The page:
At Paydata, we have extensive experience in the field, which enables us to share our knowledge with businesses across a range of different sectors. We have outlined some core points in our guide to the different types of pay structures, which should help you to reach a decision.
Initial planning stages
Once you have decided to implement a new pay structure and chosen the option providing the greatest benefit for the business, much of the legwork will occur in the initial planning stages.
The majority of the following points will be determined by your organisation’s specific policies, but as a general rule, the starting point should be to compile a project plan detailing each step required to achieve the changes that are needed.
Ensuring that the business has a valid, reliable job evaluation method in place enables you to effectively evaluate the comparative value of each employee’s role. It’s essential to make sure that every single job role fits into the new pay structure; otherwise, you may incur multiple issues during the implementation period.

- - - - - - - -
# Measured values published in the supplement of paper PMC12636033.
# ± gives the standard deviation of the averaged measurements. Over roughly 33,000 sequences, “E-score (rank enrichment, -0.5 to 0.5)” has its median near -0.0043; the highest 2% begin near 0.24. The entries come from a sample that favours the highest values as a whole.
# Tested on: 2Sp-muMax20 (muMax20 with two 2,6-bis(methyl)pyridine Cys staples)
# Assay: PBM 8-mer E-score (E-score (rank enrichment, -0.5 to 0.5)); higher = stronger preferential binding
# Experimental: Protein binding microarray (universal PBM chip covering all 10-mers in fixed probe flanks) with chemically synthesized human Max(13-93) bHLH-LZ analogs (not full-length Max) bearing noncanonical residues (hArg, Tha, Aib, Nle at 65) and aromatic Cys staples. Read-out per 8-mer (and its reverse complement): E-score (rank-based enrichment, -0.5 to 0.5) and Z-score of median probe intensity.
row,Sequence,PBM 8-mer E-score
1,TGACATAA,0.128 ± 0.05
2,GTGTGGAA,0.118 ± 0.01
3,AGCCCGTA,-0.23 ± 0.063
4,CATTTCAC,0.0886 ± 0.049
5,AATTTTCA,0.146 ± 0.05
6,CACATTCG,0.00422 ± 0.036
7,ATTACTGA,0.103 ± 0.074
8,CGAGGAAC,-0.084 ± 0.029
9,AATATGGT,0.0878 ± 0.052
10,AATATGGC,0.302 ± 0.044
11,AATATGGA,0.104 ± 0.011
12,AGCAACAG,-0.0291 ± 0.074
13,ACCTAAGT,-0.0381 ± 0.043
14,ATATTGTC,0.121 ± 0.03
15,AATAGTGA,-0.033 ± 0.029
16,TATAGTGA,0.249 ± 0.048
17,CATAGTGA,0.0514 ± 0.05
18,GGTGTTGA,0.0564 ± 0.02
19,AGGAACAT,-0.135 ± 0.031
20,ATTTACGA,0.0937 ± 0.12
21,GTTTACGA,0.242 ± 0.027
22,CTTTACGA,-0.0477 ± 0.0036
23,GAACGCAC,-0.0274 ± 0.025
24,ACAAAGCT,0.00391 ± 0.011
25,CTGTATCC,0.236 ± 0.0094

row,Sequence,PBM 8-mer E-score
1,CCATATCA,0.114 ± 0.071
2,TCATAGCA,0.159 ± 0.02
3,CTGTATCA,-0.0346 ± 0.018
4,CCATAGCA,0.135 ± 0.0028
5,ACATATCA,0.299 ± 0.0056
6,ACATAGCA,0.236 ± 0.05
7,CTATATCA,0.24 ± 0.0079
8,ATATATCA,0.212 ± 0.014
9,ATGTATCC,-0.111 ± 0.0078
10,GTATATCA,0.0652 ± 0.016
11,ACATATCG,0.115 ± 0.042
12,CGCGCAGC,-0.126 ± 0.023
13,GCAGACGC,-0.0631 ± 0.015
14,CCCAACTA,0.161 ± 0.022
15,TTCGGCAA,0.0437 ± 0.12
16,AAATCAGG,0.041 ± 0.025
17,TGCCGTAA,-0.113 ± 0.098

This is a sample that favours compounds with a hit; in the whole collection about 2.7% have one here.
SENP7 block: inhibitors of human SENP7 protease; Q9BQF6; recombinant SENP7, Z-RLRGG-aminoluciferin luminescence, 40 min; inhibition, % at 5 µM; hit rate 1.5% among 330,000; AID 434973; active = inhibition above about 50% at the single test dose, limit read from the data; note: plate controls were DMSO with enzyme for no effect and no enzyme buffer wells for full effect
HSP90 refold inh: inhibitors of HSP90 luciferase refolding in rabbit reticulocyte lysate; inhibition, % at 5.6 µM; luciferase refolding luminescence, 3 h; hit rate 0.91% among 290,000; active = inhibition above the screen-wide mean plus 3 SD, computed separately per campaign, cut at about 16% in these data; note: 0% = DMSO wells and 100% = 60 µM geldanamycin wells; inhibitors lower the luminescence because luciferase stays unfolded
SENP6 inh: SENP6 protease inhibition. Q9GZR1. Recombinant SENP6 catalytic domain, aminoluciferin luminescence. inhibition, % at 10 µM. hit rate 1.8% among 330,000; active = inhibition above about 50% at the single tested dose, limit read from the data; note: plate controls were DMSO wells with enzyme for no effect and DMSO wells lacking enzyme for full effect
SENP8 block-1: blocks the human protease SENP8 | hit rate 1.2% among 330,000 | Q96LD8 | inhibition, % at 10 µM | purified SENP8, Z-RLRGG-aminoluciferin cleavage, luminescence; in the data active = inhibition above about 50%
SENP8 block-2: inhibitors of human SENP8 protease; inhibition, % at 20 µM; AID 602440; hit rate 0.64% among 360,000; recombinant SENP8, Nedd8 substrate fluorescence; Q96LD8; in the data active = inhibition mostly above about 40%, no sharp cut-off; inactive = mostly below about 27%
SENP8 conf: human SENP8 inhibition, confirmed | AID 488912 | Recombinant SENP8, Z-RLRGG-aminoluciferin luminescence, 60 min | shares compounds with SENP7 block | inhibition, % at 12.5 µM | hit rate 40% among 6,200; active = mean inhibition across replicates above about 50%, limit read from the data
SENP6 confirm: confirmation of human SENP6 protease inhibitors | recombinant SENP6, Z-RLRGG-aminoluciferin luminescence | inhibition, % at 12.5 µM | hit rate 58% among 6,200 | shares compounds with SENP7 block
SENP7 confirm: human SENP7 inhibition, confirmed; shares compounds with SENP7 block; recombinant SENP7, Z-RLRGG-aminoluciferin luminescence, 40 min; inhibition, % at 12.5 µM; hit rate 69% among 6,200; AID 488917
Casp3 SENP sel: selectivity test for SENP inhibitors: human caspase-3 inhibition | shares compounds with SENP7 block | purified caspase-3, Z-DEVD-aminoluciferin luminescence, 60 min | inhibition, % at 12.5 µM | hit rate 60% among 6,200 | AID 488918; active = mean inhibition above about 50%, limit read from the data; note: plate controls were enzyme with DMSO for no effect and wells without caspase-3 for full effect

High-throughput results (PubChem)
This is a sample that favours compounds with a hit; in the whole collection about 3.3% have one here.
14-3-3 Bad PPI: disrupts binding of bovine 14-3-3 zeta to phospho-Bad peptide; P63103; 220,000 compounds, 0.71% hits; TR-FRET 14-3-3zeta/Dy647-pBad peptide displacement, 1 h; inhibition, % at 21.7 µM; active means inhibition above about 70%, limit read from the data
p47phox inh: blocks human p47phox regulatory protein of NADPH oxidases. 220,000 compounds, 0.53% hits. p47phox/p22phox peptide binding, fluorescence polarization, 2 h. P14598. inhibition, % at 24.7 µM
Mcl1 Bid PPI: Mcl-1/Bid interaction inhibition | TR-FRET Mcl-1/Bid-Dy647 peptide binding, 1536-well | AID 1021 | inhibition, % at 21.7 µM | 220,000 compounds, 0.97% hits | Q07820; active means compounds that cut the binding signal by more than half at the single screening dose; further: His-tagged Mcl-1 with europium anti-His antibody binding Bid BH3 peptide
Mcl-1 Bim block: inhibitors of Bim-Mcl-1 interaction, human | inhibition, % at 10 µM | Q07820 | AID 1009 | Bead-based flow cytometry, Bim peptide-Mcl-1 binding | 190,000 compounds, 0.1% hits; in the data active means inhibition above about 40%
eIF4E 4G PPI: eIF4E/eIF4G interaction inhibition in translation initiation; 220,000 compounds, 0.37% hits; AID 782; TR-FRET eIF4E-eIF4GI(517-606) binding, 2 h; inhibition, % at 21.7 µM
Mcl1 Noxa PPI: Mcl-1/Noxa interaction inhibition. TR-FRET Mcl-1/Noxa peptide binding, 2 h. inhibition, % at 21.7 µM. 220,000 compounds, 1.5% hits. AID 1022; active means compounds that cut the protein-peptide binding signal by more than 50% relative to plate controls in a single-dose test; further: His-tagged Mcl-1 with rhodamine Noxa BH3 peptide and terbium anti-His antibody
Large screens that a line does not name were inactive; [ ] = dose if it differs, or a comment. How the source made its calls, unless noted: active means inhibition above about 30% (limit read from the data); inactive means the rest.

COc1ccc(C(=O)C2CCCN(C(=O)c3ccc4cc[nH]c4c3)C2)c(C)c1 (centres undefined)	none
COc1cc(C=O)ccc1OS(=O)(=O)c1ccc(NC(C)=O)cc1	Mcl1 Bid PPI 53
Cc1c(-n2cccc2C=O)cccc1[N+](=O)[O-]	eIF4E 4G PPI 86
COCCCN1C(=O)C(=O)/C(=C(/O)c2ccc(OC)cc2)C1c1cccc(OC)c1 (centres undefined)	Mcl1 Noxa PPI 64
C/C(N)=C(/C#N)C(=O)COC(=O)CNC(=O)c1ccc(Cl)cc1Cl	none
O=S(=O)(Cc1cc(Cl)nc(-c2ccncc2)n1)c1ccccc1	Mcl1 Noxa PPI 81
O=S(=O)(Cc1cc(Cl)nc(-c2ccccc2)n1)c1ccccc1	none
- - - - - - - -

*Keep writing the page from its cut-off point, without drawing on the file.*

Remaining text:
Compiling this data may be a time-consuming task and you will need to assess each job role to determine where it should be placed in the new pay structure, but it will ensure that all roles are accurately captured so that you are ready for implementation. Make sure that you accurately and fairly set pay grade boundaries between each segment of the structure depending on employees’ job titles, regular duties, and roles within the company.
Whether you opt for a broad banding method or choose narrower pay ranges is also a variable that needs to be considered. We recommend basing your decisions on the data you uncover in the initial stages of the process, as there is no one-size-fits-all solution.
Reviewing existing pay structures presents an ideal opportunity to standardise pay structures and reward strategies across the business as a whole – particularly if it is a large organisation with multiple departments or offices all working in different ways. It may be a complex job, but the long-term payoff in terms of organisational culture, employee engagement and transparency around pay makes it worthwhile.